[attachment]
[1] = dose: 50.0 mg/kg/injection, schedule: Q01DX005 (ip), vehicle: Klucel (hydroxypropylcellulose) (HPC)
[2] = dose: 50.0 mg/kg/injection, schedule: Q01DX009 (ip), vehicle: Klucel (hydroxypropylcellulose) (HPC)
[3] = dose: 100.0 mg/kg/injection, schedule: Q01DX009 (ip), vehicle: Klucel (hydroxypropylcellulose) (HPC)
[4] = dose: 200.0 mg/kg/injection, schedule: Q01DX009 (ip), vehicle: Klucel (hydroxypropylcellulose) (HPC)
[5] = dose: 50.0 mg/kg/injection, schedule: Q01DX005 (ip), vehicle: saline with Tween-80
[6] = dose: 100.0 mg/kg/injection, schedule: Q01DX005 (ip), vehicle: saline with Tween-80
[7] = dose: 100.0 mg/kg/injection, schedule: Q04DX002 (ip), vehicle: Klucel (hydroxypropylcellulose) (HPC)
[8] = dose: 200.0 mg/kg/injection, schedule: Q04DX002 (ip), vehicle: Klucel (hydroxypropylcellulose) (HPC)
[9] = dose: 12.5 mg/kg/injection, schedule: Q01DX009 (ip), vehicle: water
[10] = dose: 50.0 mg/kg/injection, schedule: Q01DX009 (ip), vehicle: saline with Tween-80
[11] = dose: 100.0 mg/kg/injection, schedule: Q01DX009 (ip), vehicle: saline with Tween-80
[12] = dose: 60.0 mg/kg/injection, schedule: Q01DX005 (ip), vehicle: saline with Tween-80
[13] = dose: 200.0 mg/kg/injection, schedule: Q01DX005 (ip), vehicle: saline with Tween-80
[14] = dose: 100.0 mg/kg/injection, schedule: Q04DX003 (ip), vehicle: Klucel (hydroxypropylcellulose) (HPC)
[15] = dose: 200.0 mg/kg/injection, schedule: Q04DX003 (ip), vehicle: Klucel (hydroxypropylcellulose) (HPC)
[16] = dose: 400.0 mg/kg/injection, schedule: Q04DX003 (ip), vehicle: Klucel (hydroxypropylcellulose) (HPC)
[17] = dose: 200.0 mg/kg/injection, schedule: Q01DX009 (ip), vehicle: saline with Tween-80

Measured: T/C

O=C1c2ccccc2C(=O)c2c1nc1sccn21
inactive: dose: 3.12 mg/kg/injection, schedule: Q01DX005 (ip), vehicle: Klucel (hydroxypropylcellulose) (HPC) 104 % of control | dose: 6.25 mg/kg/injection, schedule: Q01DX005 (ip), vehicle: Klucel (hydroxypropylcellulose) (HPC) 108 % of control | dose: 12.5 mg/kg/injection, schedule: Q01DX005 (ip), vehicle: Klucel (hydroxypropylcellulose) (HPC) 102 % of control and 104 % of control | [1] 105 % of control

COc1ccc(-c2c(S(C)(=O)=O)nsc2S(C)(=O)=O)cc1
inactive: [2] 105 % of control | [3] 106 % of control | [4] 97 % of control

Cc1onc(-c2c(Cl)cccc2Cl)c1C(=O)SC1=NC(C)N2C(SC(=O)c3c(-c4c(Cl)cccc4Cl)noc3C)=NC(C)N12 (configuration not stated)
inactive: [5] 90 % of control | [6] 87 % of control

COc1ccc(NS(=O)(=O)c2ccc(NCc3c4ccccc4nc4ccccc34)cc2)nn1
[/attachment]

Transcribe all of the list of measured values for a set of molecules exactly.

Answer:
[1] = dose: 50.0 mg/kg/injection, schedule: Q01DX005 (ip), vehicle: Klucel (hydroxypropylcellulose) (HPC)
[2] = dose: 50.0 mg/kg/injection, schedule: Q01DX009 (ip), vehicle: Klucel (hydroxypropylcellulose) (HPC)
[3] = dose: 100.0 mg/kg/injection, schedule: Q01DX009 (ip), vehicle: Klucel (hydroxypropylcellulose) (HPC)
[4] = dose: 200.0 mg/kg/injection, schedule: Q01DX009 (ip), vehicle: Klucel (hydroxypropylcellulose) (HPC)
[5] = dose: 50.0 mg/kg/injection, schedule: Q01DX005 (ip), vehicle: saline with Tween-80
[6] = dose: 100.0 mg/kg/injection, schedule: Q01DX005 (ip), vehicle: saline with Tween-80
[7] = dose: 100.0 mg/kg/injection, schedule: Q04DX002 (ip), vehicle: Klucel (hydroxypropylcellulose) (HPC)
[8] = dose: 200.0 mg/kg/injection, schedule: Q04DX002 (ip), vehicle: Klucel (hydroxypropylcellulose) (HPC)
[9] = dose: 12.5 mg/kg/injection, schedule: Q01DX009 (ip), vehicle: water
[10] = dose: 50.0 mg/kg/injection, schedule: Q01DX009 (ip), vehicle: saline with Tween-80
[11] = dose: 100.0 mg/kg/injection, schedule: Q01DX009 (ip), vehicle: saline with Tween-80
[12] = dose: 60.0 mg/kg/injection, schedule: Q01DX005 (ip), vehicle: saline with Tween-80
[13] = dose: 200.0 mg/kg/injection, schedule: Q01DX005 (ip), vehicle: saline with Tween-80
[14] = dose: 100.0 mg/kg/injection, schedule: Q04DX003 (ip), vehicle: Klucel (hydroxypropylcellulose) (HPC)
[15] = dose: 200.0 mg/kg/injection, schedule: Q04DX003 (ip), vehicle: Klucel (hydroxypropylcellulose) (HPC)
[16] = dose: 400.0 mg/kg/injection, schedule: Q04DX003 (ip), vehicle: Klucel (hydroxypropylcellulose) (HPC)
[17] = dose: 200.0 mg/kg/injection, schedule: Q01DX009 (ip), vehicle: saline with Tween-80

Measured: T/C

O=C1c2ccccc2C(=O)c2c1nc1sccn21
inactive: dose: 3.12 mg/kg/injection, schedule: Q01DX005 (ip), vehicle: Klucel (hydroxypropylcellulose) (HPC) 104 % of control | dose: 6.25 mg/kg/injection, schedule: Q01DX005 (ip), vehicle: Klucel (hydroxypropylcellulose) (HPC) 108 % of control | dose: 12.5 mg/kg/injection, schedule: Q01DX005 (ip), vehicle: Klucel (hydroxypropylcellulose) (HPC) 102 % of control and 104 % of control | [1] 105 % of control

COc1ccc(-c2c(S(C)(=O)=O)nsc2S(C)(=O)=O)cc1
inactive: [2] 105 % of control | [3] 106 % of control | [4] 97 % of control

Cc1onc(-c2c(Cl)cccc2Cl)c1C(=O)SC1=NC(C)N2C(SC(=O)c3c(-c4c(Cl)cccc4Cl)noc3C)=NC(C)N12 (configuration not stated)
inactive: [5] 90 % of control | [6] 87 % of control

COc1ccc(NS(=O)(=O)c2ccc(NCc3c4ccccc4nc4ccccc34)cc2)nn1